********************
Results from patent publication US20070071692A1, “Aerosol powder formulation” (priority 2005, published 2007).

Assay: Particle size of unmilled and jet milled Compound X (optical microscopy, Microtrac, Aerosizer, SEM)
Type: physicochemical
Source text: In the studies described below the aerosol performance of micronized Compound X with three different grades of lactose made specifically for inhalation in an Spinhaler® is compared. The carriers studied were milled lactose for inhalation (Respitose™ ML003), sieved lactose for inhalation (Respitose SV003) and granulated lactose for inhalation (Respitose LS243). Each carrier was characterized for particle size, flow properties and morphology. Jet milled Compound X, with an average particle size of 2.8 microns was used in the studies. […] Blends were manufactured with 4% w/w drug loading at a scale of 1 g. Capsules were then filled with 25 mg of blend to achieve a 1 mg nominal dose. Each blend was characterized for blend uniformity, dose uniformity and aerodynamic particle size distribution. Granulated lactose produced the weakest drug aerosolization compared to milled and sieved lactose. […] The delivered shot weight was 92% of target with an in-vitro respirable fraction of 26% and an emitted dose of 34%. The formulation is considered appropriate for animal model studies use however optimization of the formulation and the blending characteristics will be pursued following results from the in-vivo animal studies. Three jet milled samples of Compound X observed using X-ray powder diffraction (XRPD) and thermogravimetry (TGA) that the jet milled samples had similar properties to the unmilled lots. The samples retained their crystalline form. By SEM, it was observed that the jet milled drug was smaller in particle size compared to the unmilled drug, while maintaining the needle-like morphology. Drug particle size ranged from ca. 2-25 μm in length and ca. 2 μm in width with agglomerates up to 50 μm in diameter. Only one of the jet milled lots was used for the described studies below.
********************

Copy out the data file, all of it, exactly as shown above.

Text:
Results from patent publication US20070071692A1, “Aerosol powder formulation” (priority 2005, published 2007).

Assay: Particle size of unmilled and jet milled Compound X (optical microscopy, Microtrac, Aerosizer, SEM)
Type: physicochemical
Source text: In the studies described below the aerosol performance of micronized Compound X with three different grades of lactose made specifically for inhalation in an Spinhaler® is compared. The carriers studied were milled lactose for inhalation (Respitose™ ML003), sieved lactose for inhalation (Respitose SV003) and granulated lactose for inhalation (Respitose LS243). Each carrier was characterized for particle size, flow properties and morphology. Jet milled Compound X, with an average particle size of 2.8 microns was used in the studies. […] Blends were manufactured with 4% w/w drug loading at a scale of 1 g. Capsules were then filled with 25 mg of blend to achieve a 1 mg nominal dose. Each blend was characterized for blend uniformity, dose uniformity and aerodynamic particle size distribution. Granulated lactose produced the weakest drug aerosolization compared to milled and sieved lactose. […] The delivered shot weight was 92% of target with an in-vitro respirable fraction of 26% and an emitted dose of 34%. The formulation is considered appropriate for animal model studies use however optimization of the formulation and the blending characteristics will be pursued following results from the in-vivo animal studies. Three jet milled samples of Compound X observed using X-ray powder diffraction (XRPD) and thermogravimetry (TGA) that the jet milled samples had similar properties to the unmilled lots. The samples retained their crystalline form. By SEM, it was observed that the jet milled drug was smaller in particle size compared to the unmilled drug, while maintaining the needle-like morphology. Drug particle size ranged from ca. 2-25 μm in length and ca. 2 μm in width with agglomerates up to 50 μm in diameter. Only one of the jet milled lots was used for the described studies below.